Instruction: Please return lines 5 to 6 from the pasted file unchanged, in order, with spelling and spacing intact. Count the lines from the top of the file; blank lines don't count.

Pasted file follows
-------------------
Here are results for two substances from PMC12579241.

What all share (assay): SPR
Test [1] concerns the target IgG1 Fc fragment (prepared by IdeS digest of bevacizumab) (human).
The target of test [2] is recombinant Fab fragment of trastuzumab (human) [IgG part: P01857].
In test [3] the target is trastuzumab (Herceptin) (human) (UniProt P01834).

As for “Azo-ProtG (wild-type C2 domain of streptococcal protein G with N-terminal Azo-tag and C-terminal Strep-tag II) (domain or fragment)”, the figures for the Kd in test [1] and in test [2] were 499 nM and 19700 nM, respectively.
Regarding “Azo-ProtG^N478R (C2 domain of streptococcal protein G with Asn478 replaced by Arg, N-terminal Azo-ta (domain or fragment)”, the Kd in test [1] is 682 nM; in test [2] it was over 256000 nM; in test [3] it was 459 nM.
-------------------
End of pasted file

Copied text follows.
In test [3] the target is trastuzumab (Herceptin) (human) (UniProt P01834).

As for “Azo-ProtG (wild-type C2 domain of streptococcal protein G with N-terminal Azo-tag and C-terminal Strep-tag II) (domain or fragment)”, the figures for the Kd in test [1] and in test [2] were 499 nM and 19700 nM, respectively.